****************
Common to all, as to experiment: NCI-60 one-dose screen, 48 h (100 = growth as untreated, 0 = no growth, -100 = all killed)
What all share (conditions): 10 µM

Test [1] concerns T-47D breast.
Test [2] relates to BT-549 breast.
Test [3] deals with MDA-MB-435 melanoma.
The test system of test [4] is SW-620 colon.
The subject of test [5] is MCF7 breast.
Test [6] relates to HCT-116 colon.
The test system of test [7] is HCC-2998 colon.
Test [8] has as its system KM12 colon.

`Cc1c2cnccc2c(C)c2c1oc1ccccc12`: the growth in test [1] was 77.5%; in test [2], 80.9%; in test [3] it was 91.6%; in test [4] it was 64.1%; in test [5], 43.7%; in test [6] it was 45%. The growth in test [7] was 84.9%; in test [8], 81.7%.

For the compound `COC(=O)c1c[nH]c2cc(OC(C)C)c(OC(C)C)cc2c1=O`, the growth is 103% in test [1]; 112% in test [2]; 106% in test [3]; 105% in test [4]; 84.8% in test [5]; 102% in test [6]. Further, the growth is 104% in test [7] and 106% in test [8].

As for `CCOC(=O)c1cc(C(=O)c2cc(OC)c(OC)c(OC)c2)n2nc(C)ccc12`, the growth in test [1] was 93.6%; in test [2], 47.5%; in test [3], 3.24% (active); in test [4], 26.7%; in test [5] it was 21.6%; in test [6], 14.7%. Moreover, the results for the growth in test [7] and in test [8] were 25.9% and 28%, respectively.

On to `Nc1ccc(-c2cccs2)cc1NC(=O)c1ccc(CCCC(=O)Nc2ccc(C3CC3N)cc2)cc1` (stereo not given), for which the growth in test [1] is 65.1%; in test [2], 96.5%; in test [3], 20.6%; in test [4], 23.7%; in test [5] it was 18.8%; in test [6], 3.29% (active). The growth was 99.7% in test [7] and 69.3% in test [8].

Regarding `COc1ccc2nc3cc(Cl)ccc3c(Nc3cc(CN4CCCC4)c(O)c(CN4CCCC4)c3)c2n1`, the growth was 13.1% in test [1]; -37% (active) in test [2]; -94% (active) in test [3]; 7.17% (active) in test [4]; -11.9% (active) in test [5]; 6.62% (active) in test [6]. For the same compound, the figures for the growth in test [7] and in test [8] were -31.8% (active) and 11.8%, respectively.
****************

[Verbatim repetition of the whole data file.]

Common to all, as to experiment: NCI-60 one-dose screen, 48 h (100 = growth as untreated, 0 = no growth, -100 = all killed)
What all share (conditions): 10 µM

Test [1] concerns T-47D breast.
Test [2] relates to BT-549 breast.
Test [3] deals with MDA-MB-435 melanoma.
The test system of test [4] is SW-620 colon.
The subject of test [5] is MCF7 breast.
Test [6] relates to HCT-116 colon.
The test system of test [7] is HCC-2998 colon.
Test [8] has as its system KM12 colon.

`Cc1c2cnccc2c(C)c2c1oc1ccccc12`: the growth in test [1] was 77.5%; in test [2], 80.9%; in test [3] it was 91.6%; in test [4] it was 64.1%; in test [5], 43.7%; in test [6] it was 45%. The growth in test [7] was 84.9%; in test [8], 81.7%.

For the compound `COC(=O)c1c[nH]c2cc(OC(C)C)c(OC(C)C)cc2c1=O`, the growth is 103% in test [1]; 112% in test [2]; 106% in test [3]; 105% in test [4]; 84.8% in test [5]; 102% in test [6]. Further, the growth is 104% in test [7] and 106% in test [8].

As for `CCOC(=O)c1cc(C(=O)c2cc(OC)c(OC)c(OC)c2)n2nc(C)ccc12`, the growth in test [1] was 93.6%; in test [2], 47.5%; in test [3], 3.24% (active); in test [4], 26.7%; in test [5] it was 21.6%; in test [6], 14.7%. Moreover, the results for the growth in test [7] and in test [8] were 25.9% and 28%, respectively.

On to `Nc1ccc(-c2cccs2)cc1NC(=O)c1ccc(CCCC(=O)Nc2ccc(C3CC3N)cc2)cc1` (stereo not given), for which the growth in test [1] is 65.1%; in test [2], 96.5%; in test [3], 20.6%; in test [4], 23.7%; in test [5] it was 18.8%; in test [6], 3.29% (active). The growth was 99.7% in test [7] and 69.3% in test [8].

Regarding `COc1ccc2nc3cc(Cl)ccc3c(Nc3cc(CN4CCCC4)c(O)c(CN4CCCC4)c3)c2n1`, the growth was 13.1% in test [1]; -37% (active) in test [2]; -94% (active) in test [3]; 7.17% (active) in test [4]; -11.9% (active) in test [5]; 6.62% (active) in test [6]. For the same compound, the figures for the growth in test [7] and in test [8] were -31.8% (active) and 11.8%, respectively.